Ferdinand L Quintos
Biography of Ferdinand L Quintos
Numerology features in several important events in the life of Ferdinand L Quintos.
He was born in Bayambang, Pangasinan, Philippines,10 days after the 10th month after the declaration by the United States of war on Japan (December 8,1941) following the latter’s attack on the American naval base on Pearl Harbor, Hawaii (December 7,1941) .
He is the 10th child of his father (who had six by his first marriage.
He holds a Bachelor Arts degree (major in political science, minor in English) .
He finished his studies of law at the Far Eastern University in Manila in 1971 and took the Bar examinations administered by the country’s Supreme Court on four Sundays of September of that same year (one of them being the 10th day of said month) . He passed the examinations, took his oath of office, March 7,1972, nd signed the Roll of Attorneys on the 10th day of March 1972. His name appears on Book No. X, which is 10 in the Arabic numerals.
He got married on the 4th day of the 10th month of 1964.
He became a prosecutor in the Office of the City Fiscal (now Office of the City Prosecutor) of Davao City (a metropolis on Mindanao island, down south of the country) . He took his oath of office on July 10,1975. He resigned more than two years later and went into the practice of law with one of the bigger law firms then in that city.
He was co-author of a book that annotated the country’s 1972 Constitution, which, however, went into obsolescence after a new fundamental law of the country was adopted in 1986.
While practicing law, he entered the journalism world as a columnist and crossword puzzle constructor of the first daily in Davao City and Mindanao. He later became editor-in-chief of that paper.
In January 1990, he joined the Philippine Commission on Human Rights (CHR) . He started as a legal officer in the CHR’s Regional Office No. XI based in Davao City. The following year, he was designated to head the agency’s Regional Office No. IX based in Zamboanga City. In 1993, he was sent regional director of the CHR’s Regional Office No. IV based in San Pablo City, Laguna, in southern Luzon. He was a lecturer on human rights subjects in military/police training centers.
While heading CHR-IV he was sent as agency scholar to the Development Academy of the Philippines (DAP) where he finished Master in Public Management.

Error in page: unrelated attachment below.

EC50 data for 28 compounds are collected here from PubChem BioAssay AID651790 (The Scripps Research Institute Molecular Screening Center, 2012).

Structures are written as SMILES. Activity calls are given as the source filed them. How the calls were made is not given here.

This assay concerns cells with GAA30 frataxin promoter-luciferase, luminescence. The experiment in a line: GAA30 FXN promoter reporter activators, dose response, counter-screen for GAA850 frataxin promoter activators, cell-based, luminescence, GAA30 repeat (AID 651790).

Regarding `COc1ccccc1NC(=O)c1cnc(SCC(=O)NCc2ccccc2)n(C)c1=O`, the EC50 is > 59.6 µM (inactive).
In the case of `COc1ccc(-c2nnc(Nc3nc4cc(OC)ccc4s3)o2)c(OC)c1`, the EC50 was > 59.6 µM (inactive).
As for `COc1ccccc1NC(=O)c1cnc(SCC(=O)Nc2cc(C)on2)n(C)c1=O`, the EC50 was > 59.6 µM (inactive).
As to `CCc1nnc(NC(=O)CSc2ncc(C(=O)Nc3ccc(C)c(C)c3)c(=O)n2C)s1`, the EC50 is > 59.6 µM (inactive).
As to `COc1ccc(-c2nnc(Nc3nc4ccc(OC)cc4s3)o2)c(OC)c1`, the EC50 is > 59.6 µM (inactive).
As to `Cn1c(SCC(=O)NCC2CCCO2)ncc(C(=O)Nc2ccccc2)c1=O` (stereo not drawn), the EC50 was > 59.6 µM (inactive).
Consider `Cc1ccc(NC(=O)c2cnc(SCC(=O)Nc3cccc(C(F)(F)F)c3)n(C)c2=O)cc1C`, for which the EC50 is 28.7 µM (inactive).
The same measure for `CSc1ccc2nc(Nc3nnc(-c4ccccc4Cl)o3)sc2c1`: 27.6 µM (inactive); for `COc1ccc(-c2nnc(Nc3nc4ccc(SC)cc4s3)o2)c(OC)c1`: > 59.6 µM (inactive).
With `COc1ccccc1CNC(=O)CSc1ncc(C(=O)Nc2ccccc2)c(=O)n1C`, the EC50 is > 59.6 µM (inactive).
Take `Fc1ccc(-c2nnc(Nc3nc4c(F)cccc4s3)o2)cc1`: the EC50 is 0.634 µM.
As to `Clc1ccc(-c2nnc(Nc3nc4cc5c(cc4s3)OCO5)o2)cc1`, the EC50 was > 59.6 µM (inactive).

He retired from public office in 2006.
He is now back in his hometown of Bayambang, Pangasinan, where he established his law and notarial office.
Poetry has been interwoven into his life since he was of young age. On his vacant hours he would scribble poems which he keeps away after finishing them. He has written many but everything was lost during his many transfers of residence due to his professional work. While with CHR-IV he composed small poems on his cellphone, which he printed into a small volume entitled “Cellpoems.”
He went into extensive poetry writing, in English, Tagalog, and the Pangasinan language, after his resignation. He creates special poems, like name poem and alphabet poems among others. To prevent losing them, he compiled many of his new poems in a book entitled “Indian Summer Poetry of Atty Ferdinand L Quintos, ” but printed just enough copies for his file and select friends.
He contributes to many poetry sites on Facebook and to www.poemhunter.com.
He has been, since 2012, a member of the Board of Judges in the annual Pangasinan Literary Contest (in the Pangasinan language) , an institutionalized program of the Pangasinan provincial government.
- Train Ride To Nowhere
- Pangasinan (Sakey A Lugay)
- Angel (Acrostic Poem)
- Samantha (Acrostic Poem)
- A Night On Mt. Olympus
- I Write As I Write
- Triolet: You Walk Into My Gloomy World
- A Rudderless Boat
- The Drinking Glass
- How Living Should Be
- To The Lady of Manaoag (An acrostic pray...
- Maria (Acrostic Poem)
Denizens Of The Dumpsite
They stand silently on the roadside
like tired zombies staring wide,
but they are not a frightful sight,
they’re denizens of the dumpsite.
Like grave soldiers standing ground,
they wait for the familiar sound,
roar of dump trucks with wastes loaded,
garbage from cities collected.